The Body in
The Theraputic Attributes of Herbs for Summer
Barbara Tanner Douglass
Ah, Summer, arriving chock full of those lazy, crazy, hazy days.
From Midsummer Nights Eve through the Autumnal Equinox we all become kids
again, playing hard and throwing caution to the wind, living life at our physical
peak. How wondrous Mother Earth is to provide us with many nutritious herbs that
we may move through the season with ease.
Summer encompasses the signs of Cancer (June 21-July 21), Leo (July 22-August
22) and Virgo (August 23-September 22). Alfalfa (Medicago sativa) and parsley
(Petroselinum crispum) are two building herbs with high mineral content to provide
us with nutrients to live with grace through the summer heat and stress.
I have seen zodiac/herb correspondences that list honeysuckle (Lonicera japonica)
and chickweed (Stellaria media) as herbs good for the Cancer cycle or those with
planets in Cancer. Honeysuckle might help us stop whining and take responsibility
for our feelings. It is great for the entire respiratory system and Chinese herbalists
consider it the primary respiratory herb. Mother Nature fortified honeysuckle
flowers with 20 antiseptic compounds, so it is good to take on less than clean
summer outings. Chickweed is great for the extra weight Cancerians may carry.
The leaves are also used for skin irritations and the mineral-rich roots cool
fevers. It may be growing in the lawn and can be eaten raw in salads or steamed.
When harvesting herbs in the wild, be very clear that you are harvesting the
correct herb. Many plants look alike.
Leo herbs include St. Johns wort (Hypericum perforatum) and bay laurel
(Laurus nobilus). When plagues ravaged Europe, the nobility (and who is more
noble than a Leo?) left the cities, retreating to the laurel-lined walkways on
their villas and estates. They trusted that laurel leaves would protect them
from plague toxins. A building herb with antiseptic and antibacterial properties,
bay laurel was effective. Today, many cooks know to place a bay laurel leaf in
flour jars to deter mealy bugs. Leos love knowing that Julius Caesar and other
Roman statesmen earned garlands of bay laurel for their heads after giving impressive
speeches in the Senate.
St. Johns wort is good for insect bites and viruses and is helpful with
mild depression, making it an appropriate herb at summers end; there may
be a bit of sadness as Autumn beckons. St. Johns wort may increase sun
sensitivity, so those using it would do well to apply plenty of sunscreen. People
taking prescription drugs must read about St. Johns wort before taking
Virgo herbs include dill (Anethum graveolens) and licorice (Glycyrrhiza glabra).
Dill works wonders for digestion, bad breath and colic. During late August and
September, we find that what we sent out into the world during late March and
April now returns to us some find that the return is hard to digest. Dill is
most helpful when eating crow. Licorice is useful as a building herb for myriad
concerns, from adrenals to heartburn, even baldness. Licorice represents the
balancing and analytical aspects of Virgo, offering widespread and balanced assistance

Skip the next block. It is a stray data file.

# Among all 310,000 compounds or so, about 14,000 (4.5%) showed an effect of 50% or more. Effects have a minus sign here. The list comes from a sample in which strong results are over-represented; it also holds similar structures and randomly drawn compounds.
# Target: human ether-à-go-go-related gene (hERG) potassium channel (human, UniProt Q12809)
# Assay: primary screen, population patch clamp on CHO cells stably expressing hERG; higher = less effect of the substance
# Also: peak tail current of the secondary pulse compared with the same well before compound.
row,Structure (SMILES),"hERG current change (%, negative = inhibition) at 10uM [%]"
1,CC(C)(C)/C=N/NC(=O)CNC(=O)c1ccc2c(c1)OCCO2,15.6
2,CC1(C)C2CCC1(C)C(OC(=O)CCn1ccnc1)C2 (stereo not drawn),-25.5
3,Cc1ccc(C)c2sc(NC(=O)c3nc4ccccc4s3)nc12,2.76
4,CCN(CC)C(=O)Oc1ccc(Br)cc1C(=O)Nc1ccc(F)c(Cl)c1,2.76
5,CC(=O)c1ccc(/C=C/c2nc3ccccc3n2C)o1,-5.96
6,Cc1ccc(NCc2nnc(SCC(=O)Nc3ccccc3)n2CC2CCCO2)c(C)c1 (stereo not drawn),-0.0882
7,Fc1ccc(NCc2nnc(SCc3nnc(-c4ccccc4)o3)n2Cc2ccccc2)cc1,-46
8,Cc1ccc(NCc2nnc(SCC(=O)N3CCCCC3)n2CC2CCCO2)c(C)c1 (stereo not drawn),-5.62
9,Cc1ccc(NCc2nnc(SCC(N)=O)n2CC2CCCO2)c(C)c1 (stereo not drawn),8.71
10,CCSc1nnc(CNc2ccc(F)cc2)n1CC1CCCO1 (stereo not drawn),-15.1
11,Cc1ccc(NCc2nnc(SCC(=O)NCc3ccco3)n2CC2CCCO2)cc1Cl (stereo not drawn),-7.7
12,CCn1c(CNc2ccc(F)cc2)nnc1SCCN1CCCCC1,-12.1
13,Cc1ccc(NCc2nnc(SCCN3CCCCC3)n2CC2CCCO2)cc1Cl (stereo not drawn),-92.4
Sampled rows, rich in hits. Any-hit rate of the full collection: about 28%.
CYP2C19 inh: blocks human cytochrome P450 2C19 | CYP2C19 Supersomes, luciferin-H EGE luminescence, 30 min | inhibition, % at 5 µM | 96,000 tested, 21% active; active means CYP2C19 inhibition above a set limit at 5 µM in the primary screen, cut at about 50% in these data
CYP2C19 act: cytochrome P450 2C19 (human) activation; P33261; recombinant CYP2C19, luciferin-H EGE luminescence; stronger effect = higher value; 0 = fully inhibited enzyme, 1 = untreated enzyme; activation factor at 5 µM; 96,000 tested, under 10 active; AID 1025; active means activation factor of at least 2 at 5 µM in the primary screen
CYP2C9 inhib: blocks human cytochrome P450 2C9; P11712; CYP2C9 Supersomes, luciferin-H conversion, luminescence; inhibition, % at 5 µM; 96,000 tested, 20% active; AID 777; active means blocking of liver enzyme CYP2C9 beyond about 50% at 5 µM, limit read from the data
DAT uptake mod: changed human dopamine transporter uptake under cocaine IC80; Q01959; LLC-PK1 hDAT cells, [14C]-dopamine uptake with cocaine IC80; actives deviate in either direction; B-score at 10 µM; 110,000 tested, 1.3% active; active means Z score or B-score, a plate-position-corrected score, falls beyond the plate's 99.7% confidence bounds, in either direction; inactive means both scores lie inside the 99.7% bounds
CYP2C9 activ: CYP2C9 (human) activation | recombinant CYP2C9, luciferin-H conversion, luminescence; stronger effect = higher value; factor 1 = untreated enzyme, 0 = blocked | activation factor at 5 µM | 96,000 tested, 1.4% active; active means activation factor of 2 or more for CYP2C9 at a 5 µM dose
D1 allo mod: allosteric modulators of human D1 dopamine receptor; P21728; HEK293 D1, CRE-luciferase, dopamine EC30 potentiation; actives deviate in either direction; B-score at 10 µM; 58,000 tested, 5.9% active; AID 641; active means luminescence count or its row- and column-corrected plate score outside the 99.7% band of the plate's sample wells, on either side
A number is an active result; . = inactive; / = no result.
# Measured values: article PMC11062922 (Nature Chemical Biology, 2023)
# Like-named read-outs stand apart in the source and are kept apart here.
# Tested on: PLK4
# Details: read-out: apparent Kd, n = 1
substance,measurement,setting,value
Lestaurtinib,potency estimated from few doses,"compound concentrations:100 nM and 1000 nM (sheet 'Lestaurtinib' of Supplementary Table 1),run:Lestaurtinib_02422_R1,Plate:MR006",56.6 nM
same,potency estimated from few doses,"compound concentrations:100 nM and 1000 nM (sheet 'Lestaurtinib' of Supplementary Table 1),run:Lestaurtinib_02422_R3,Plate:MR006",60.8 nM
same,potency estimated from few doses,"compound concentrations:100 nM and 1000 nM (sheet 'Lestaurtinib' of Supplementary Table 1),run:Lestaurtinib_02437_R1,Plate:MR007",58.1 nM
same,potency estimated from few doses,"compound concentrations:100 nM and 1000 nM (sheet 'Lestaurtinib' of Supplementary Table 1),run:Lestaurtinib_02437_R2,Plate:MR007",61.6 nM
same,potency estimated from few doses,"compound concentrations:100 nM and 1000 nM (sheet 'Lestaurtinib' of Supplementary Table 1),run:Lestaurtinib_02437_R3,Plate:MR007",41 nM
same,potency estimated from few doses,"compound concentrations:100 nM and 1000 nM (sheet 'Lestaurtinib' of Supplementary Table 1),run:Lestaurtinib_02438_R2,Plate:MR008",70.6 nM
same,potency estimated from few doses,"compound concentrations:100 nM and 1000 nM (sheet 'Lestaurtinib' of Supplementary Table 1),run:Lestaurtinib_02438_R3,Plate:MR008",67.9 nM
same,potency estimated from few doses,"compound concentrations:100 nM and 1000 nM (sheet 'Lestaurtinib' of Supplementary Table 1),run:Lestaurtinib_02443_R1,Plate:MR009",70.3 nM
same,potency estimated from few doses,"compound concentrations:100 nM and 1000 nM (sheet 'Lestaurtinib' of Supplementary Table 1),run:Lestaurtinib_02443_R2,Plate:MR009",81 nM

within the body and self. Those with blood sugar concerns would find it helpful
to research licorice before ingesting it.
Herbs, Sun and Fun
Summer brings beach excursions and celebrations from Fourth of July to Labor
Day. Sunburn happens and black tea (Camellia sinensis) is great for red bodies.
Placing wet tea bags on sensitive areas or making a gallon of tea and pouring
it into tepid bath water may ease pain and speed healing. Aloe (Aloe vera) is
helpful for all burns and, short of carrying a few leaves from a plant, a tube
of aloe gel works wonders on burns, especially when applied often. Avoiding sunburn
altogether is best. Green tea (Camellia sinensis) helps desensitize skin to the
suns rays. Repeated use is important as drinking one cup of tea while sitting
in the sun wont help much. Id use both sunscreen and green tea.
Those living in the Southwest use a lot of yucca (Yucca baccata). A day-long
outdoor adventure in Arizona finds natives taking 8-12 yucca capsules in one
day to beat the heat. A tube of aloe gel applied to the skin also helps prevent
body dehydration. For high activity in such climes or high humidity climates,
capsules of capsicum or cayenne pepper (Capsicum annua) or ginger (Zingiber officinale)
can give bodies more energy during the heat. Increased energy in the incredible
heat is one reason Mexican foods are highly spiced.
Protection from insect bites Ay, theres the rub. Two
indispensable products are Tei Fu® and Black Ointment®, available in
health food stores. Tei Fu® is a tiny bottle with a blend of essential oils,
easy to slip in pocket, purse or backpack. Applied immediately and directly to
a bite, itching ceases. Black Ointment® is in a plastic container and draws
toxins out of wounds and bites. Two gnat bites created egg sized bumps and, within
24 hours of frequent ointment application, both lumps were reduced to the size
of a tiny pea.
Protection from insects: Repelling the insects is more fun than dealing with
bites. To avoid flies, basil (Ocimum basilicum) leaves may be crushed and wiped
over arms and exposed areas of skin. Pennyroyal (Mentha pulegium) will reject
some critters when applied externally. Keeping up with daily intake of B vitamins
seems to deter mosquitoes. Essential oil of clove in a carrier oil repels various
insects, but is not suitable for tiny kids or pregnant women. A citronella-scented
geranium plant has little effect on a garden, deck or terrace area, though it
is highly touted. It helps to crush some leaves to release more oils and wipe
them on the back of chairs and edges of the table for a stronger effect in the
Protection from plants: Jewel weed (Impatiens capensis) is a great friend. It
grows near poison ivy and is the antidote. A handful of leaves, crushed and wiped
quickly on the skin of affected or suspected areas, makes for a more pleasant